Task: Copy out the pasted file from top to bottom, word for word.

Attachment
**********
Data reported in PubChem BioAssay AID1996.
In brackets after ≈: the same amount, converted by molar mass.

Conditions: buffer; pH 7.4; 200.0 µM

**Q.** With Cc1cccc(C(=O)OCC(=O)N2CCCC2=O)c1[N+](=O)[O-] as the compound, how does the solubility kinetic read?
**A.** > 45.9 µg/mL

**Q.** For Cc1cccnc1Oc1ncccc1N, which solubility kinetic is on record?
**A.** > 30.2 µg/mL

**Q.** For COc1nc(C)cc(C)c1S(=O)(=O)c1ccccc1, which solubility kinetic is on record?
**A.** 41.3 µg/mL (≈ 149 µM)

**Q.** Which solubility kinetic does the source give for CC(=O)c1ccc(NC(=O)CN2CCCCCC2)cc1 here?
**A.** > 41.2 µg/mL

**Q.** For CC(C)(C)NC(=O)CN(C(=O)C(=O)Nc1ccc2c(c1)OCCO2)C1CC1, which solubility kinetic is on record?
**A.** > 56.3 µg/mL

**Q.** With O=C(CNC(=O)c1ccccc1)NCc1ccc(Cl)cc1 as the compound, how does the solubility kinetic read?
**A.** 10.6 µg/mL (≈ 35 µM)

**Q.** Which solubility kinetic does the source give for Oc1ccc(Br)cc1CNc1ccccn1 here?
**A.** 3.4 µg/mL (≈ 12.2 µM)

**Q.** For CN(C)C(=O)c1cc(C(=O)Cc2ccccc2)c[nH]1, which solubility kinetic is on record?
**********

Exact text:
Data reported in PubChem BioAssay AID1996.
In brackets after ≈: the same amount, converted by molar mass.

Conditions: buffer; pH 7.4; 200.0 µM

**Q.** With Cc1cccc(C(=O)OCC(=O)N2CCCC2=O)c1[N+](=O)[O-] as the compound, how does the solubility kinetic read?
**A.** > 45.9 µg/mL

**Q.** For Cc1cccnc1Oc1ncccc1N, which solubility kinetic is on record?
**A.** > 30.2 µg/mL

**Q.** For COc1nc(C)cc(C)c1S(=O)(=O)c1ccccc1, which solubility kinetic is on record?
**A.** 41.3 µg/mL (≈ 149 µM)

**Q.** Which solubility kinetic does the source give for CC(=O)c1ccc(NC(=O)CN2CCCCCC2)cc1 here?
**A.** > 41.2 µg/mL

**Q.** For CC(C)(C)NC(=O)CN(C(=O)C(=O)Nc1ccc2c(c1)OCCO2)C1CC1, which solubility kinetic is on record?
**A.** > 56.3 µg/mL

**Q.** With O=C(CNC(=O)c1ccccc1)NCc1ccc(Cl)cc1 as the compound, how does the solubility kinetic read?
**A.** 10.6 µg/mL (≈ 35 µM)

**Q.** Which solubility kinetic does the source give for Oc1ccc(Br)cc1CNc1ccccn1 here?
**A.** 3.4 µg/mL (≈ 12.2 µM)

**Q.** For CN(C)C(=O)c1cc(C(=O)Cc2ccccc2)c[nH]1, which solubility kinetic is on record?